FEATURES
By Steve McKerrow and Steve McKerrow,Staff writer | September 12, 1993
The fall crop of made-for-TV movies ranges from remakes of old television series to the usual trauma-of-the-week and network-star-vehicle genres to a film that makes fun of TV movies. Here's a sampling of the small-screen marquee."A Life in the Theatre." Jack Lemmon and Matthew Broderickstar. (Oct. 9)USA"Rubdown." Jack Coleman plays a Beverly Hills masseur suspected of murdering a client whose wife he has been sleeping with -- or so he thinks. With William Devane, Michelle Phillips and Catherine Oxenberg.
FEATURES
By David Zurawik and David Zurawik,Sun Television Critic | April 15, 1991
Terminal illness can make for great television melodrama."An Early Frost" and "Brian's Song" are two memorable made-for-TV movies that dealt with the certain death of the leading character."
FEATURES
By David Bianculli and David Bianculli,Special to The Sun | August 6, 1994
Broadcast TV offers little but sports today, and even the cable offerings, while much more interesting, are probably superfluous. other words, it's a fine summer Saturday to turn off the set and head outside.* "Wide World of Sports" (4:30 p.m.-6 p.m., WJZ, Channel 13) -- What a difference a few months make. The last time Olympics-level women figure skaters competed on national television, the showdown between Tonya Harding and Nancy Kerrigan, drew phenomenally high ratings. Now, in the summer of '94, Harding is starring in some low-budget movie, Ms. Kerrigan's made-for-TV movie biography has been tabled by ABC, and today's ABC broadcast of the Goodwill Games, featuring female skaters in international competition, will be largely ignored.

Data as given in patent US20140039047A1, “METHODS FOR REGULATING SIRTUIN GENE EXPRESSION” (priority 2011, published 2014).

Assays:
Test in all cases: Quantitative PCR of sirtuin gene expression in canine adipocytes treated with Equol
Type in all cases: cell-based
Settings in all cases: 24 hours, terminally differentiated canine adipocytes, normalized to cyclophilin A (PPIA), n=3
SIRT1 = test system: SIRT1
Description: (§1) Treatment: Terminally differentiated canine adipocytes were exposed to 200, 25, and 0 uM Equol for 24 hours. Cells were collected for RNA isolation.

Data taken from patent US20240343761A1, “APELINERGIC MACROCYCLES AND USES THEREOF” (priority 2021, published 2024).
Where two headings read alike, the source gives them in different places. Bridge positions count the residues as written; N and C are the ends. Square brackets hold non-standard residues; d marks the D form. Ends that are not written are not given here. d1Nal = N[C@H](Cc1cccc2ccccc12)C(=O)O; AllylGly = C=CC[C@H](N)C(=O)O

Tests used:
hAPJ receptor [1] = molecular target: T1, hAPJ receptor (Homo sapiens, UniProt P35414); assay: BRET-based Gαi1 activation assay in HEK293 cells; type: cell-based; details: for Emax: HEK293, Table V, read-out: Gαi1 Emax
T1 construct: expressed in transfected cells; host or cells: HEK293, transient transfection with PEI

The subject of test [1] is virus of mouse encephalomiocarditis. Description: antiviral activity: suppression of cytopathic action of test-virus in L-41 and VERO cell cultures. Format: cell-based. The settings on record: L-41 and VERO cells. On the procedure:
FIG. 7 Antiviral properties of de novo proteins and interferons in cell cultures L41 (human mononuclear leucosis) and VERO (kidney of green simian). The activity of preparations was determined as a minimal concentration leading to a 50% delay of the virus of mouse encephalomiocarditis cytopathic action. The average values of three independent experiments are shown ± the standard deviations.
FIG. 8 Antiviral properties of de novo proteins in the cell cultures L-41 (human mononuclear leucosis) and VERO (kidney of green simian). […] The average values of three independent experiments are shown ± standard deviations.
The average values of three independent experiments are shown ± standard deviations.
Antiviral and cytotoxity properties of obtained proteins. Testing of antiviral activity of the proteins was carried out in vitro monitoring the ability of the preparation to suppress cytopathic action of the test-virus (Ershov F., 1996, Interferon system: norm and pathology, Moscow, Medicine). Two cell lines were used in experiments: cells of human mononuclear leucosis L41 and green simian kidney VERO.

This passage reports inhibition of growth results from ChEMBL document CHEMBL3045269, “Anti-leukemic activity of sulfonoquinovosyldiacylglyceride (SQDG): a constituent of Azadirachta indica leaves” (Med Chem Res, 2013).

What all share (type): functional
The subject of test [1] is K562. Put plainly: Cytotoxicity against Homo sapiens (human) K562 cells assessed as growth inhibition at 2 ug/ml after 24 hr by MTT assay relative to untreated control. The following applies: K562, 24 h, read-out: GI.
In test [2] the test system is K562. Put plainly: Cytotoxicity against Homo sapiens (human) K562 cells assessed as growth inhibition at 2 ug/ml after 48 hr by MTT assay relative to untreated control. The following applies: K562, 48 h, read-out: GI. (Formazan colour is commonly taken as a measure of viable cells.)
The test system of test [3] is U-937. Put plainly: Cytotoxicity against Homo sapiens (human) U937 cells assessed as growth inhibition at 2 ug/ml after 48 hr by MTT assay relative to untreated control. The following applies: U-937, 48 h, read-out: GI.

FEATURES
By David Bianculli and David Bianculli,Special to The Sun | October 10, 1994
Talk about coincidence: Tonight in prime time, a new NBC made-for-TV movie and a new episode of USA Network's "Silk Stalkings" flirt with the same basic concept, looking at a beautiful woman afflicted with multiple-personality disorder. As often as TV regurgitates this particular plot, you'd think every third person in the country had the same problem.* "Melrose Place" (8 p.m.-9 p.m., Channel 45) -- Speaking of hackneyed old TV plots, have you heard the one about the guy who gets amnesia and can't identify his attacker?
FEATURES
By David Bianculli and David Bianculli,Special to The Sun | February 1, 1995
It's a slow night on TV -- but for once, I'm not complaining. After so many days on "O. J. watch," I could use a slow night.* "Women of the House" (8 p.m.-8:30 p.m., Channel 13) -- The plot of tonight's show has Jennifer (Julie Hagerty) deciding to change her image. Since Ms. Hagerty joined the cast only a week ago, isn't it a little presumptuous to figure she even has an image? CBS.* "ABC News Special" (10 p.m.-11 p.m., Channel 2) -- The title of this special is "Boys and Girls Are Different: Men, Women and the Sex Difference."
FEATURES
By David Zurawik and David Zurawik,sun television critic | July 20, 2007